Paracelsus makes no mention of the tympanites as taking place after the attacks, although it may occasionally have occurred; and Schenck von Graffenberg, a celebrated physician of the latter half of the sixteenth century, speaks of this disease as having been frequent only in the time of his forefathers; his descriptions, however, are applicable to the whole of that century, and to the close of the fifteenth.

Folio Ausg. des Paracelsus, Vol. Paracelsus begins with the fact that putrefaction transforms all things into their first shape and is the beginning of generation and multiplication.

If it is meant that he should be the type of the modern man of science, Browning has missed his mark, for Paracelsus is in fact almost as much the poet as the man of science; but it is true that the cautious habits of the inductive student of nature were rare among the enthusiastic speculators of Renaissance days, and the Italian successor of Paracelsus Giordano Bruno was in reality, in large measure, what Browning has here conceived and exhibited.

His attitude towards existing doctrines was as revolutionary as that of Paracelsus, and he rejected the teachings of Galen and all the ancient writers, although retaining some of the views of Paracelsus. He modified the archaeus of Paracelsus, and added many complications to it.

It appears, also, that wherever the mahogany did most groan, wherever the possets were spiced most delicately to the nose, there too did Sir Kenelm bib and tuck himself. With profundity, as though he sucked wisdom from its lowest depth, he spouted forth on the transmutation of the baser metals or tossed you a phrase from Paracelsus.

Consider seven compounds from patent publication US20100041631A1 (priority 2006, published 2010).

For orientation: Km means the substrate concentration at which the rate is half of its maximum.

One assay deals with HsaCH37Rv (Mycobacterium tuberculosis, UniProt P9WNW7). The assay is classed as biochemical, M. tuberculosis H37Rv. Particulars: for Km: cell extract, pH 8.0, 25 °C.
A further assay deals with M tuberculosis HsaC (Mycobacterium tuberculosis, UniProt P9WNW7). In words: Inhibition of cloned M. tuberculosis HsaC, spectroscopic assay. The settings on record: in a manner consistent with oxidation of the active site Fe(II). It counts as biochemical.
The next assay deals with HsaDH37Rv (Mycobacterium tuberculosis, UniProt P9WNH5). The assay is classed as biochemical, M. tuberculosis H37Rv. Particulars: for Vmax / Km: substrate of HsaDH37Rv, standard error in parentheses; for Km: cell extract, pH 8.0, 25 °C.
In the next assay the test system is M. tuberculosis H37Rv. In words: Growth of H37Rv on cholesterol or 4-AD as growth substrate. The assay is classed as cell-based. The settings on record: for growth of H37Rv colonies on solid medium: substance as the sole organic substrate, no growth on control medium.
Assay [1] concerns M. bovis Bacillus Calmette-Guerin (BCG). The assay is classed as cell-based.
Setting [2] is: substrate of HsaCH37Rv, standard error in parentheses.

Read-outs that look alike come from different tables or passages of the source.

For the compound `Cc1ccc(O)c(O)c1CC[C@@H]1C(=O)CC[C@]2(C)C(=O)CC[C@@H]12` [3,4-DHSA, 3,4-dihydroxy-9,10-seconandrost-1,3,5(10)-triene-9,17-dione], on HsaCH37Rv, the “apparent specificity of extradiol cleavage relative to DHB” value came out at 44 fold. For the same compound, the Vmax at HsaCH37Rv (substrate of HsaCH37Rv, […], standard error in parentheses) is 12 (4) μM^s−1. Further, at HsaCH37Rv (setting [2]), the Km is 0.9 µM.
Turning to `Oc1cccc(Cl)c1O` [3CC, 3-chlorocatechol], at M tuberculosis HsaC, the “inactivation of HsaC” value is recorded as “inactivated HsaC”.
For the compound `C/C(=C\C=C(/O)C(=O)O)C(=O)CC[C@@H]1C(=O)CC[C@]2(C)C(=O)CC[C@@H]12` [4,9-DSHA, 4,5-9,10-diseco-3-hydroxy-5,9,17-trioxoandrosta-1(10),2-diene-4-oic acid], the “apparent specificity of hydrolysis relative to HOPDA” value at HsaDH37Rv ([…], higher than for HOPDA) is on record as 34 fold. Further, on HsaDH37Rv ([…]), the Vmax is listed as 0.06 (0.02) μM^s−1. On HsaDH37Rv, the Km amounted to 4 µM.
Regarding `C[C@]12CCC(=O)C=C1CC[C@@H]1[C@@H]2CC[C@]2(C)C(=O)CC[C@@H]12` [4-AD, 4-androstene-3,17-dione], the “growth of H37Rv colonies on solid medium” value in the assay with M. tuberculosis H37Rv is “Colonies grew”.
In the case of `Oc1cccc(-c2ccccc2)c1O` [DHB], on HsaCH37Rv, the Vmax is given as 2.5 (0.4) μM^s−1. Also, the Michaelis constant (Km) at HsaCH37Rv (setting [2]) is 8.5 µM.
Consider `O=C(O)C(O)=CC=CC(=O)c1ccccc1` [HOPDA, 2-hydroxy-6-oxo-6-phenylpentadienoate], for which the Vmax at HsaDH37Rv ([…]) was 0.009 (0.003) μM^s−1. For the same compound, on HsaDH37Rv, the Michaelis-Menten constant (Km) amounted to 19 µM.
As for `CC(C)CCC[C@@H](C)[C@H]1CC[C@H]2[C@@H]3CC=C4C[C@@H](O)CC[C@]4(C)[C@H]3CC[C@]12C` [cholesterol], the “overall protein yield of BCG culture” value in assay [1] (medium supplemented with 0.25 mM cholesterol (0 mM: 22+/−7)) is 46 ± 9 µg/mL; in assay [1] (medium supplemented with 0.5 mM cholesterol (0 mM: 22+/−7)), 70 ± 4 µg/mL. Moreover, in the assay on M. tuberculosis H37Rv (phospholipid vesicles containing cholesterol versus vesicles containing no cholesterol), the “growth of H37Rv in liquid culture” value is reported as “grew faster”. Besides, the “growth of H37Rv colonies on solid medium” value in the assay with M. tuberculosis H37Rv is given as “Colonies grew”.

Jerome Cardan, who was only a few years younger than Paracelsus, was a man of a very different character. He had considerable refinement and discrimination, and ranked among the first scholars of his day. He is however most of all distinguished for the Memoirs he has left us of his life, which are characterised by a frankness and unreserve which are almost without a parallel.

They speak of the mortification of metals, the dissolution and putrefaction of substances, as preliminaries to the appearance of the true life of the things whose outward properties have been destroyed. For instance, Paracelsus says: "Destruction perfects that which is good; for the good cannot appear on account of that which conceals it."

Still he would listen with profound gravity and attention to the old man's rhapsodies, and his quotations from Paracelsus, Sandivogius, and Pietro D'Abano, which daily grew longer and longer.

Paracelsus, Dee, and many others of less note, were captivated by the grace and beauty of the new mythology, which was arising to adorn the literature of Europe.

The true man of science, with Paracelsus, is he who seeks first the kingdom of God in facts, investigating nature reverently, patiently, in faith believing that God, who understands His own work best, will make him understand it likewise.